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Weekly market update - 13th of September 2021

Written and accurate as at: Sep 13, 2021 Current Stats & Facts

A number of issues combined to prompt a pause in equity markets last week following a strong run.

The S&P 500 fell five days in a row. While there was no specific, material market driver, we note these issues:

  • Some wariness around central bank tapering balance sheet purchases
  • A supply overhang; US$23 billion in new equity has been issued across 32 deals in the US
  • Fed officials announced they would liquidate their equity portfolios to avoid conflicts of interest
  • Noise around the potential for tax increases as part of the Democrats fiscal package
  • Renewed focus on the potential for slowing growth and higher inflation
  • Some caution from sell-side research on the US market following its strong run.

We are in a period of shifting policy, which engenders some risk. It is harder to get a read on underlying economic strength at the moment because of the supply bottlenecks.  Cooler weather in the Northern Hemisphere may also have an effect on Covid case numbers.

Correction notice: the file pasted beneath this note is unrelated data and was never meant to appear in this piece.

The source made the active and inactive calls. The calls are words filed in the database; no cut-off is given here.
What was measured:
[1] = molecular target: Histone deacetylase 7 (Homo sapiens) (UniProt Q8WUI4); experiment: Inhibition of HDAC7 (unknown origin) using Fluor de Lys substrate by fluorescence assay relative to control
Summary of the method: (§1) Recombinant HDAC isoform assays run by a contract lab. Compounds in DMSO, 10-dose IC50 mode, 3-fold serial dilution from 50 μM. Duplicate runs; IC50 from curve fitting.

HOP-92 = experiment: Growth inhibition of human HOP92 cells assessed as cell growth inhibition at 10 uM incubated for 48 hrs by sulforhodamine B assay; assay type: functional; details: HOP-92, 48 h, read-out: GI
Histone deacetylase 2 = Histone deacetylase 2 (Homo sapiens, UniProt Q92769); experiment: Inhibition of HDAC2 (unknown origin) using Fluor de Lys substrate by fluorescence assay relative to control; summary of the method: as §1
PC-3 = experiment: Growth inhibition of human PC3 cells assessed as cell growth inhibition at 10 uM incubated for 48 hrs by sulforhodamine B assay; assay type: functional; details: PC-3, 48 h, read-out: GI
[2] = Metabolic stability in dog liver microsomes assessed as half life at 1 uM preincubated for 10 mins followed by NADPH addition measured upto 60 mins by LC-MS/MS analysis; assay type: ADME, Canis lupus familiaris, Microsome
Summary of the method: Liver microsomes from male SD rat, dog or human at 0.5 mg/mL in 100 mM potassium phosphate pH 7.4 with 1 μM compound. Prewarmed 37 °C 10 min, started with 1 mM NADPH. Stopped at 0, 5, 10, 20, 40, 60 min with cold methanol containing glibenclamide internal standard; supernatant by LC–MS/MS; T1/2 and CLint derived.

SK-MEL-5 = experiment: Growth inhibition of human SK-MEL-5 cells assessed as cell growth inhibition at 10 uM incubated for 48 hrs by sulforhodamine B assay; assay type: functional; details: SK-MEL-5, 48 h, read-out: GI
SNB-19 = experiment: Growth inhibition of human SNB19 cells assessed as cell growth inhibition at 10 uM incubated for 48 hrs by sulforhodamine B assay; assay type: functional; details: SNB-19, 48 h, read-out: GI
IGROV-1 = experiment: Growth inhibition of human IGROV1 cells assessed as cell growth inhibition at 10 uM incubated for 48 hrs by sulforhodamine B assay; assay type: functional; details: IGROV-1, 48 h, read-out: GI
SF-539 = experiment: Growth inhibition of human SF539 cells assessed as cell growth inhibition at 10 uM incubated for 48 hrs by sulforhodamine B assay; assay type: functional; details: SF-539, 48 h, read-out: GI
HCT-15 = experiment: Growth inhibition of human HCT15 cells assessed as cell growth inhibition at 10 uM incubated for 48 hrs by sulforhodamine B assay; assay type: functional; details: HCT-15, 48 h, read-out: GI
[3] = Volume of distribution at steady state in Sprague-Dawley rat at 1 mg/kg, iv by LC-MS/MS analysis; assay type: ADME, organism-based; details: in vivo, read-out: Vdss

The S&P/ASX 300 fell 1.3% last week. All sectors lost ground. Real estate (-2.35%) was the worst and communication services (-0.4%) held up best. The S&P 500 ended down 1.7%.

Covid and vaccines

We are seeing new Covid case numbers decline in the US, Europe, Asia and Israel. So far the return to school has not led to a large resurgence in cases, though this is still possible.  There may also be some impact from colder weather. But at this point the trend is positive. 

In the US, 41 States (about 83% of the population) are now more than 5% below peak infection levels and the number of hospitalisations is starting to decline.

In Australia, NSW is on track this week to reach 80% of the population with one dose. This is despite a fall in the daily vaccination rate. Second doses are running a month behind.

There are some concerns over the “Mu” variant of the virus.

Newly classified as a “variant of interest”, there is speculation Mu may be as transmissible as Delta and more resistant to vaccines. The latter may be true — as it was for the Beta variant — but it’s not yet clear according to initial studies.